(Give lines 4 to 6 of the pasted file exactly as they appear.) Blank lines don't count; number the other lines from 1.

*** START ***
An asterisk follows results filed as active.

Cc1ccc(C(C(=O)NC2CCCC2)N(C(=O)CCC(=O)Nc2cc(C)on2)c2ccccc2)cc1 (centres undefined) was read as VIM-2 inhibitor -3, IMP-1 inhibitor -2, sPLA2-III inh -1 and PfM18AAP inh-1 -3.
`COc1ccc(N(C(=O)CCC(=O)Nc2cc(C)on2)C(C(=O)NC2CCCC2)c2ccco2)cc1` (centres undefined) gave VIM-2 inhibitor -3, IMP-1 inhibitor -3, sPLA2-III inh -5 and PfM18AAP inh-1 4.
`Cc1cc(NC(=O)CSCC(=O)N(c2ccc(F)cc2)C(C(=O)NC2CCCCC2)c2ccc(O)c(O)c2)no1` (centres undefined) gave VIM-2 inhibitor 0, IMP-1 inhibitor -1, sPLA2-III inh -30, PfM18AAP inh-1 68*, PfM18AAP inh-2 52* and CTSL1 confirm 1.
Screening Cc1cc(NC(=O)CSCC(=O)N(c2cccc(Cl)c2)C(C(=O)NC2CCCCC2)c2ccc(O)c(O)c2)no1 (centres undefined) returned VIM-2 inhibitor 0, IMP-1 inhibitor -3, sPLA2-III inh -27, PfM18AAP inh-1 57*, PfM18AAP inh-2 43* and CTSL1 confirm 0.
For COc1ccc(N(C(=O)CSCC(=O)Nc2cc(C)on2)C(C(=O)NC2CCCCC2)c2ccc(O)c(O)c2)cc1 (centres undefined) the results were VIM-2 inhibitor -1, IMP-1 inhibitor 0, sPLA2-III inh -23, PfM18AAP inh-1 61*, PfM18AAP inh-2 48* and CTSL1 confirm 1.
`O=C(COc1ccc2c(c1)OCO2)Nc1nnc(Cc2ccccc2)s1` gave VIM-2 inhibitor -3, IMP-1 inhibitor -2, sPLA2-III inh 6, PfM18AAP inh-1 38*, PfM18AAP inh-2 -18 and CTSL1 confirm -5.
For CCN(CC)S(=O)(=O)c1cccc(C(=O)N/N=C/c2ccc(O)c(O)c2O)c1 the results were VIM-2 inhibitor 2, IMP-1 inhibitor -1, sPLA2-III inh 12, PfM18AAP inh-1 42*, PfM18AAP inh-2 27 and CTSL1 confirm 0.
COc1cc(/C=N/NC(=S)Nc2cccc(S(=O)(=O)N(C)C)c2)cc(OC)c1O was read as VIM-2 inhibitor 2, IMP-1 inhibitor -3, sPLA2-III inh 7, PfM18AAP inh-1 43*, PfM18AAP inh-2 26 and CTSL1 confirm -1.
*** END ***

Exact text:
`Cc1cc(NC(=O)CSCC(=O)N(c2ccc(F)cc2)C(C(=O)NC2CCCCC2)c2ccc(O)c(O)c2)no1` (centres undefined) gave VIM-2 inhibitor 0, IMP-1 inhibitor -1, sPLA2-III inh -30, PfM18AAP inh-1 68*, PfM18AAP inh-2 52* and CTSL1 confirm 1.
Screening Cc1cc(NC(=O)CSCC(=O)N(c2cccc(Cl)c2)C(C(=O)NC2CCCCC2)c2ccc(O)c(O)c2)no1 (centres undefined) returned VIM-2 inhibitor 0, IMP-1 inhibitor -3, sPLA2-III inh -27, PfM18AAP inh-1 57*, PfM18AAP inh-2 43* and CTSL1 confirm 0.
For COc1ccc(N(C(=O)CSCC(=O)Nc2cc(C)on2)C(C(=O)NC2CCCCC2)c2ccc(O)c(O)c2)cc1 (centres undefined) the results were VIM-2 inhibitor -1, IMP-1 inhibitor 0, sPLA2-III inh -23, PfM18AAP inh-1 61*, PfM18AAP inh-2 48* and CTSL1 confirm 1.